What are the different names of vikarikand? 

English: Indian Kudzu 
Hindi: Vidarikanda, Bankumara 
Marathi: Bhuikohala, Ghodvel 
Sanskrit: Bhumikusmanda, Gajavajipriya, Kandapalash, Svadukanda, Vidari, Iksu-Gandha.1 

What are the different traditional uses of vidarikand?  

Ayurvedic practitioners frequently prescribe the tuber to help with general weakness. In addition, the tuber has been used for discomfort, inflammation, and skin concerns since ancient times. In ethanomedicine, the tuber is used to cure diarrhoea, chest pain, fever, rheumatism, and abdominal pain. In folk medicine, the tuber is commonly used as a nerve tonic, galactagogue, brain tonic and blood purifier. Several Indian tribes used the tuber as a supplemental meal and potential diabetes treatment.2  

Also Read: Majuphal – Uses, Benefits & Precautions


  1. Bharti R, Chopra B, Raut S, Khatri N. Pueraria tuberosa: A Review on Traditional Uses, Pharmacology, and Phytochemistry. Frontiers in Pharmacology. 2021;11.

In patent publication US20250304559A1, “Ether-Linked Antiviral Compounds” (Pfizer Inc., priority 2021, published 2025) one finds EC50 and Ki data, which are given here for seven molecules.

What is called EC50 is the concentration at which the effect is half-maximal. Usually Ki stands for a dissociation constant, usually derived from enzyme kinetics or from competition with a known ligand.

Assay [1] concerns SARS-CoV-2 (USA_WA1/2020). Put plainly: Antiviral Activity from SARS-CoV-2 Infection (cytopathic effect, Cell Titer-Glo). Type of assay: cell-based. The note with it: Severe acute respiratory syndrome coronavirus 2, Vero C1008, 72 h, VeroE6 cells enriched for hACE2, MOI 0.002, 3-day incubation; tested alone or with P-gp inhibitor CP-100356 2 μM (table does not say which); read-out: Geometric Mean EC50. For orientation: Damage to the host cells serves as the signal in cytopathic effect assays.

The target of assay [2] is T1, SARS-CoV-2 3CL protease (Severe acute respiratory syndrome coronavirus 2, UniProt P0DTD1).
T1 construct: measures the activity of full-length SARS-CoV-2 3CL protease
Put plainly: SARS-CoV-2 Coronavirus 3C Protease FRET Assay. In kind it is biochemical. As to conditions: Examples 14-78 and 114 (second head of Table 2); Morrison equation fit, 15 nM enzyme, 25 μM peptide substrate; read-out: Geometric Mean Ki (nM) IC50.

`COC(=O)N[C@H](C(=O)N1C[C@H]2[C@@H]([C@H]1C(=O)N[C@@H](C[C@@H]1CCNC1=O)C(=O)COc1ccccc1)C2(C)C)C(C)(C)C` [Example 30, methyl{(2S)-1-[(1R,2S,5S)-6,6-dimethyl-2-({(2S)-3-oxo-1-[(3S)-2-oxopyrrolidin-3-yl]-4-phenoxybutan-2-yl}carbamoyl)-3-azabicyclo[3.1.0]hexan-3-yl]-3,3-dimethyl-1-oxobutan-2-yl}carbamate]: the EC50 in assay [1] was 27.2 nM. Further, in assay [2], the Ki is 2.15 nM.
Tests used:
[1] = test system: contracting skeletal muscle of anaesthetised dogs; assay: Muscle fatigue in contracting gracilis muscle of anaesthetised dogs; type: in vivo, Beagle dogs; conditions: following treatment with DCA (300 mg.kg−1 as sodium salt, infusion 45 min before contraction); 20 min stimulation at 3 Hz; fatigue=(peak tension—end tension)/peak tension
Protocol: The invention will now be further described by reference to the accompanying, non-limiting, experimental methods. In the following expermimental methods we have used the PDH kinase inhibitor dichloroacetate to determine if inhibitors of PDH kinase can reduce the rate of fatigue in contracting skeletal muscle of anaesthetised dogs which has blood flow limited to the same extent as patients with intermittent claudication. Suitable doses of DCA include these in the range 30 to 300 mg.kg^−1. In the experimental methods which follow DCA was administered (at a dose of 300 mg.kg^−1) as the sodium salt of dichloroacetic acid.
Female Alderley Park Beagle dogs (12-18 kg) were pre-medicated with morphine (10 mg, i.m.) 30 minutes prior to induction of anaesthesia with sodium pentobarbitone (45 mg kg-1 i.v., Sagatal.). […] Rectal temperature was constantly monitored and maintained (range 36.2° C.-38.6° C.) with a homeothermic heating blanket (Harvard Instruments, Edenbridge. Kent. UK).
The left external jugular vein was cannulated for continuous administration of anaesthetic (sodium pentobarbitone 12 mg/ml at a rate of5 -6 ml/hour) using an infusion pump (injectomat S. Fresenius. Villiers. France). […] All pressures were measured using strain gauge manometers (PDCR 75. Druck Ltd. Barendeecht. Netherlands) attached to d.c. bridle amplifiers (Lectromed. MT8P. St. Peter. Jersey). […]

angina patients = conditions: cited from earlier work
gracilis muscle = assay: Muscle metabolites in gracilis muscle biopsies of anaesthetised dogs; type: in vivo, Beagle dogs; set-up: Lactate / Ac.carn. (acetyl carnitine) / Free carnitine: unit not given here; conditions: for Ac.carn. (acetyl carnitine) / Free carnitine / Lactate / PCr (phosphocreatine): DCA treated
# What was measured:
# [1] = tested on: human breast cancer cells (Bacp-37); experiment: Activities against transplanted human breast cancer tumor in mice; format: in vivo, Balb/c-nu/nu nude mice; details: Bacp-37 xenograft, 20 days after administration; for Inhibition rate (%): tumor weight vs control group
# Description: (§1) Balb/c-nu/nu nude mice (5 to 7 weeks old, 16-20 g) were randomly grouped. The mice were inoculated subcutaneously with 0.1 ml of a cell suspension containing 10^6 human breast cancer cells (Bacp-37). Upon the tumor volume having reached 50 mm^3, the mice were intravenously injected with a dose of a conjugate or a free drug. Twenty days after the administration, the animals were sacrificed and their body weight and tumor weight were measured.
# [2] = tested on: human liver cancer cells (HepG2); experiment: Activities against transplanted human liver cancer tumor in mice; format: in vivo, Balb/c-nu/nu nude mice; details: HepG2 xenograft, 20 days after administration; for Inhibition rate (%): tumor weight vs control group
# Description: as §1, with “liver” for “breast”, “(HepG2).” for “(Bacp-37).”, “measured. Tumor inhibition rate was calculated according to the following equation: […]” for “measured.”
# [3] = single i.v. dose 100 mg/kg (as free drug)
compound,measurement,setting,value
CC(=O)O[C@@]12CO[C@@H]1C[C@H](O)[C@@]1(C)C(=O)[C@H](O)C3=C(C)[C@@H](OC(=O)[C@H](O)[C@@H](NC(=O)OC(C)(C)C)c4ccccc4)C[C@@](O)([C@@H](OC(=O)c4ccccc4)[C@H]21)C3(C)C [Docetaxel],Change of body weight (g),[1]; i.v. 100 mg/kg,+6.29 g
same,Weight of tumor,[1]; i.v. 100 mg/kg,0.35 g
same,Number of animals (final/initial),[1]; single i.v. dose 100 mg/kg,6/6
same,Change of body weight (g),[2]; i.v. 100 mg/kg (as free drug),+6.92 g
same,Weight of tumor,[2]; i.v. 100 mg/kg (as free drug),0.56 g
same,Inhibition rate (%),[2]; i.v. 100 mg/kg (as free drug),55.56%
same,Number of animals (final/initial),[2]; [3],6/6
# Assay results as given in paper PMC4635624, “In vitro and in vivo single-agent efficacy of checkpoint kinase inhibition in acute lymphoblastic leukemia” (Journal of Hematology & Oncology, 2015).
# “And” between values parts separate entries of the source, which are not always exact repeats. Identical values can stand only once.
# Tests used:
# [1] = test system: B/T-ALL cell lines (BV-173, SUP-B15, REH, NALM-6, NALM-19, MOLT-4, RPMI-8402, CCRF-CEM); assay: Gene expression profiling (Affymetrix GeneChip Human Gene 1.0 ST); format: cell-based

1. Maji A, Pandit S, Banerji P, Banerjee D. Pueraria tuberosa: a review on its phytochemical and therapeutic potential. Natural Product Research. 2014;28(23):2111-2127. 
  1. Rathore M, Shekhawat N. Micropropagation of Pueraria tuberosa (Roxb. Ex Willd.) and determination of puerarin content in different tissues. Plant Cell, Tissue and Organ Culture (PCTOC). 2009;99(3):327-334. 
  1. Bhakti Rawtal, Neha Sahatpure, Satish Sakharwade. Pueraria tuberosa (Vidarikanda): An Emerging Cosmeceutical Herb. IJSDR. 2019;4(7):130-137. 
  1. Wang S, Zhang S, Wang S, Gao P, Dai L. A comprehensive review on Pueraria: Insights on its chemistry and medicinal value. Biomedicine & Pharmacotherapy. 2020;131:110734. 
  1. Satpathy S, Patra A, Hussain MD, Kazi M, Aldughaim MS, Ahirwar B. A fraction of Pueraria tuberosa extract, rich in antioxidant compounds, alleviates ovariectomized-induced osteoporosis in rats and inhibits growth of breast and ovarian cancer cells. PLoS One [Internet]. 2021;16(1):e0240068. Available from: http://dx.doi.org/10.1371/journal.pone.0240068
  1. Overview, uses, side effects, precautions, interactions, dosing and reviews [Internet]. Webmd.com. [cited 2022 Feb 4]. Available from: https://www.webmd.com/vitamins/ai/ingredientmono-750/kudzu


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Also Read: Ginko Biloba – Uses, Benefits, Side Effects & Precautions